Why I Write Mysteries And Thrillers – And Read Them, Too, by April Henry
I love reading and writing mysteries and thrillers because they offer the built-in drama of life or death. The stakes can’t get any higher. There’s also crime fiction for every taste. It can be as cozy or as bloody as you like. The mystery can be solved by cats or shapeshifters, amateurs or professionals.
Mysteries and thrillers are also democratic – appealing to most people at some point, if only as a beach or airplane read. It’s one genre that attracts a wide following. Most men won’t read romance. A lot of people won’t read westerns or horror. But almost everyone will read a mystery or a thriller.
So why do writers and readers like them so much?
Making sense of the senseless
All too often, real life often doesn’t make sense. Events happen randomly. You get a great new job, your best friend gets cancer, someone breaks into your car and steals one boot, you go to to the grocery store, you find a five-dollar bill in the bushes. There is no story arc.
It’s not always darkest before the dawn. Sometimes there is no dawn.
Real crimes are usually senseless and stupid. A lot of murders involve, not a criminal mastermind, but rival gang members, people selling drugs, or someone who is far too drunk to be driving, let alone handling a gun. The murderer may not be a black-hearted villain and the victim is not always lily white.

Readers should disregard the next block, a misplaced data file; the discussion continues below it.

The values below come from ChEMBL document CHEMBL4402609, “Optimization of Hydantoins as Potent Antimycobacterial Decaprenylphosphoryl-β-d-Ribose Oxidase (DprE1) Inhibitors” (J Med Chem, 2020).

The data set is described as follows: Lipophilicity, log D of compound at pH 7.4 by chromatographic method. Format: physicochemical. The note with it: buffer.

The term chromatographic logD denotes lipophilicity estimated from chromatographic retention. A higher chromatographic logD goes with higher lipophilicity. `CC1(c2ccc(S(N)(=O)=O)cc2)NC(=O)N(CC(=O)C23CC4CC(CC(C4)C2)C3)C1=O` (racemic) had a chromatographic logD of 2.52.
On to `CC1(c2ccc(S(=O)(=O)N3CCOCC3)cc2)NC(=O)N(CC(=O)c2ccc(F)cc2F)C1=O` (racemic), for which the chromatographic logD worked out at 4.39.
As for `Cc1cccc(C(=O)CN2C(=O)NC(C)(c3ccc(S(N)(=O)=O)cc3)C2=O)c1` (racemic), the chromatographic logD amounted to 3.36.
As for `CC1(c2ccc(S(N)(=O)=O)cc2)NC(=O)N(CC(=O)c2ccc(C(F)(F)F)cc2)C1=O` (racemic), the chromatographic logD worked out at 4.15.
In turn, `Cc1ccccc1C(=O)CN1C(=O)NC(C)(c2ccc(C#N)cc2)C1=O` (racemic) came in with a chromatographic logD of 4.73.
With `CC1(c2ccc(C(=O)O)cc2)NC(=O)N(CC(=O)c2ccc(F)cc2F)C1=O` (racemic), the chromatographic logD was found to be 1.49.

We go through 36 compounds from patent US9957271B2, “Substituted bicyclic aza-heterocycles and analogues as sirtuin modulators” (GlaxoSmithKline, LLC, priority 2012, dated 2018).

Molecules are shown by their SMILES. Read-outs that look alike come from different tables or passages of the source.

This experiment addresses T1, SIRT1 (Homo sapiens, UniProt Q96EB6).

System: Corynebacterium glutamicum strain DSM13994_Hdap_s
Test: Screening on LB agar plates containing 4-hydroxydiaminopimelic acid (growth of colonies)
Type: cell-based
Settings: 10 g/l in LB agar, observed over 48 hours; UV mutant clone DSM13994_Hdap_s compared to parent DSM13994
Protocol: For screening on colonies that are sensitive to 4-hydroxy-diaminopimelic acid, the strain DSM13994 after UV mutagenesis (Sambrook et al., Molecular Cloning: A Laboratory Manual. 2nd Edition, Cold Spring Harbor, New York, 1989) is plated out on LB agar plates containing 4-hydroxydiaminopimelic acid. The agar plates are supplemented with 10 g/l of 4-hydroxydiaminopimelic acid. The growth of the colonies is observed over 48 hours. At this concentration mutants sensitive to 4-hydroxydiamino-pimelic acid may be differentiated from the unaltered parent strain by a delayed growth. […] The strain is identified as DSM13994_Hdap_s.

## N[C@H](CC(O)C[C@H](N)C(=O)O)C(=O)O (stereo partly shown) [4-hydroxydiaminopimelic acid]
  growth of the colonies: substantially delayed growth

The randomness of life is one reason why the more predictable patterns of fiction are so appealing. And in a book, you can usually count on there being a good guy. A good guy who wins at the end. He may be bloody and bruised, but he still wins.
There is something very satisfying about writing or reading those kind of stories.
Using brain, not brawn
In a mystery or a thriller the crimes are usually clever, involving layers of deception. Each one is slowly peeled back to reveal yet another layer.
In the real world, killers are not often geniuses. The predator who manages to keep several steps ahead of the cops, or who plays a mean game of cat-and-mouse, is not a staple of real life. How much more satisfying for a reader to mentally match wits with a mastermind, not some mope with a gun.
And as a writer, it’s even more fun to think up a complicated, convoluted crime.
A little learning on the side
Often, the reader of a mystery or a thriller gets to learn something – something the writer either knows or had the pleasure of researching. (Of course, sometimes what you learn, especially if it’s on TV or in the movies, is wrong. Like female CSIs don’t wear four-inch heels and low-cut tops. And a lot of the flashy technology you see exists only in some screenwriter’s imagination.)
To research Girl, Stolen, I interviewed people who had gone blind, read autobiographies, and visited The Guide Dog School for the Blind. When you read Girl, Stolen, you not only wonder if Cheyenne will be able to escape her kidnappers, but you learn how to use a cane or a guide dog, and even how to create makeshift versions of those tools. You learn how blind people handle everything from money to meals.
April Henry’s author website: www.aprilhenrymysteries.com
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